- at least one individual with expertise in rDNA technology and/or biological safety and/or physical containment;
- at least one scientist with expertise in biological safety and physical containment;
- at least one individual with expertise in the use, storage, transfer, and disposal of biohazardous materials;
- at least one scientist with expertise in plant, plant pathogen, or plant pest containment principles;
- at least one scientist with expertise in animal containment principles;
- one individual representing laboratory technical staff;
- an EHS&RM safety officer; and
- at least two members who are not affiliated with the university and who represent the interests of the surrounding community with respect to health and protection of the environment.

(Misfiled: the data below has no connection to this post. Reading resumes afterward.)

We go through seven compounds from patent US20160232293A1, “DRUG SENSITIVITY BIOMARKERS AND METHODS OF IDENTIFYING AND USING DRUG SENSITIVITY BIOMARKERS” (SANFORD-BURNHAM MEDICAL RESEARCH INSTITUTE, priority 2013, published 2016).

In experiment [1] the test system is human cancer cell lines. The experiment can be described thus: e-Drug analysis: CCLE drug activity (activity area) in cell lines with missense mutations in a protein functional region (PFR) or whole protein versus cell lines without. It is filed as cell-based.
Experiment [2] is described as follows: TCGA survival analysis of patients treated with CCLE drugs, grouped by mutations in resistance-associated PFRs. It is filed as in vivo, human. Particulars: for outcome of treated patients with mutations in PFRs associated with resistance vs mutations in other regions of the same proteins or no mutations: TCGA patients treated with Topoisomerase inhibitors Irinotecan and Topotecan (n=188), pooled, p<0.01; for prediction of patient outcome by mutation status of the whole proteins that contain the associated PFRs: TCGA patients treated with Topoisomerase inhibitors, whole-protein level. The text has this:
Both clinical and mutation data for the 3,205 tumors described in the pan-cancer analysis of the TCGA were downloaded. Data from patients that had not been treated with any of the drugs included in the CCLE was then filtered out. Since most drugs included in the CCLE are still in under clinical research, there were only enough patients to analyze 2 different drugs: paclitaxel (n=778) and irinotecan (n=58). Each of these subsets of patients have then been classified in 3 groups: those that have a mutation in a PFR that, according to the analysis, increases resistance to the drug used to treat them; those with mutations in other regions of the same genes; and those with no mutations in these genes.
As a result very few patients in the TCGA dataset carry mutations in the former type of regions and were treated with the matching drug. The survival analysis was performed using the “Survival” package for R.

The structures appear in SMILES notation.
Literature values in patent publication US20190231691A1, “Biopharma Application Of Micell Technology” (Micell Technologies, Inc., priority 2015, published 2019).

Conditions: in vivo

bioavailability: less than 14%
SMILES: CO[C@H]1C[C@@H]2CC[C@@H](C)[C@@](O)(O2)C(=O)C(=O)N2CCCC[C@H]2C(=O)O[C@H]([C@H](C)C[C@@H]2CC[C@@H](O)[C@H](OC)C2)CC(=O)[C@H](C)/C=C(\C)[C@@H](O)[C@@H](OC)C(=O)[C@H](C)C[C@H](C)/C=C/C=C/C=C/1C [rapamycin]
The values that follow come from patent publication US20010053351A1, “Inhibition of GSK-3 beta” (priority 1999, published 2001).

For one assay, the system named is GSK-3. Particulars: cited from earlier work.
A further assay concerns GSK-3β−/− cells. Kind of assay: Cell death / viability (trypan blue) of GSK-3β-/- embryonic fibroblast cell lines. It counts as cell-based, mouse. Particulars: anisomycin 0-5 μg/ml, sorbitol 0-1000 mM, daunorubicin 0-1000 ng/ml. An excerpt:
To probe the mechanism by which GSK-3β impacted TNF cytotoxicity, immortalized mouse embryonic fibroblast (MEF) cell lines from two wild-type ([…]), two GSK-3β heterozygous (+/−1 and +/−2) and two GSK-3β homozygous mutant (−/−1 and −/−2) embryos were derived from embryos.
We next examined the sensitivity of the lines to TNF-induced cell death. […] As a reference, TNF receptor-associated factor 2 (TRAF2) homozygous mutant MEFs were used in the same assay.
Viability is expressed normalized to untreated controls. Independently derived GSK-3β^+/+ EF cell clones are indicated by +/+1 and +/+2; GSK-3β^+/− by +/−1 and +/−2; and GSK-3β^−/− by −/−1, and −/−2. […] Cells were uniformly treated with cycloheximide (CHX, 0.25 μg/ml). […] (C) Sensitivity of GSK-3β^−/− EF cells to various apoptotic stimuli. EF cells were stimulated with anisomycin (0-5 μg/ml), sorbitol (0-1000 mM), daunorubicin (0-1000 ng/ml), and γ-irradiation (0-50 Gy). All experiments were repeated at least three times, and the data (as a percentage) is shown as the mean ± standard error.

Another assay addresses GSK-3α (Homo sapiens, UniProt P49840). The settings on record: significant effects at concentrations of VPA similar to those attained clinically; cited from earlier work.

A single member can represent more than one of the above criteria. The IBC may invite consultants knowledgeable in community attitudes and the environment to its meetings as necessary to assist in the review process, but such consultants shall not vote.
9.2. IBC Chair Appointment
The IBC chair is appointed by the provost and vice president for academic affairs to a four-year term. The chair shall be a qualified faculty or staff member who is currently pursuing research involving rDNA and/or biohazardous materials. Whenever possible, the IBC chair shall be granted a one course release each semester.
9.3. IBC Chair Responsibilities